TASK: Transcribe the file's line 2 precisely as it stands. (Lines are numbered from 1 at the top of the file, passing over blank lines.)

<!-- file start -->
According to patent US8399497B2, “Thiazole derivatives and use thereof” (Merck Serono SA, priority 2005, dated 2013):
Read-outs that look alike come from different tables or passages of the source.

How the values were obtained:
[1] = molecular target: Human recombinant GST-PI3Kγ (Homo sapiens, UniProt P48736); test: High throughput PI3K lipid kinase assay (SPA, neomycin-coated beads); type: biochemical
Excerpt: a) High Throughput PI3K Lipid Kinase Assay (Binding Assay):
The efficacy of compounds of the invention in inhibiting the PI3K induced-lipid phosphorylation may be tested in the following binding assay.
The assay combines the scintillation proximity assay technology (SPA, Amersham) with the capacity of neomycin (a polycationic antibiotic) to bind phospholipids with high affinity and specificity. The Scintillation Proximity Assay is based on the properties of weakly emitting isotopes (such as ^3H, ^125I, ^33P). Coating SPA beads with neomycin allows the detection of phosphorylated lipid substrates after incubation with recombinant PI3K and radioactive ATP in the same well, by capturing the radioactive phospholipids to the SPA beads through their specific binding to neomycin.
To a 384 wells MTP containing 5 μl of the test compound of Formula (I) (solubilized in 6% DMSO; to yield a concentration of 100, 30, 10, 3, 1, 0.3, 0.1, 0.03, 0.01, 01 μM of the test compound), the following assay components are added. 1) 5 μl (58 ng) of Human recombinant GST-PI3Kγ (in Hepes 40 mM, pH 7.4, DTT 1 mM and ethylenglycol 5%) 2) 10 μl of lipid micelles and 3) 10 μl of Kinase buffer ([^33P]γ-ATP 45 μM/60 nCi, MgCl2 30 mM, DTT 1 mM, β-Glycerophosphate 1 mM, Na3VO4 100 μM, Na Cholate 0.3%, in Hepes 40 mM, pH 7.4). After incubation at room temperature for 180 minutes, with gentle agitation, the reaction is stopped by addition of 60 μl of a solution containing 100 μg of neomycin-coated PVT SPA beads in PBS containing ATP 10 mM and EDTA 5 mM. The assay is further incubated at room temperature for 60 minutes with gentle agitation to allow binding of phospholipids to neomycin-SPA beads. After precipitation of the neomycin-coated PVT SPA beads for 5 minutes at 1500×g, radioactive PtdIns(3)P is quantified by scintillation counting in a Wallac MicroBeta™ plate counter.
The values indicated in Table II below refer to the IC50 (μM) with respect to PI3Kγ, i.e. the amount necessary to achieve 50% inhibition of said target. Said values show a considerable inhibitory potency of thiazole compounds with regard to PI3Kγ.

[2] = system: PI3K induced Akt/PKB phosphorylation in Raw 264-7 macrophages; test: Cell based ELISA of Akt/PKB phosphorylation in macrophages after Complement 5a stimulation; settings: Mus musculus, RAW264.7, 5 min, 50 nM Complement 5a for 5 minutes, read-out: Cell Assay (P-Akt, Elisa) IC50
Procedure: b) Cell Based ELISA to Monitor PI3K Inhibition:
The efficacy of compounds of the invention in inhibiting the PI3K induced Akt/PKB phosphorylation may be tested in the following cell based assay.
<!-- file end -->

Read-outs that look alike come from different tables or passages of the source.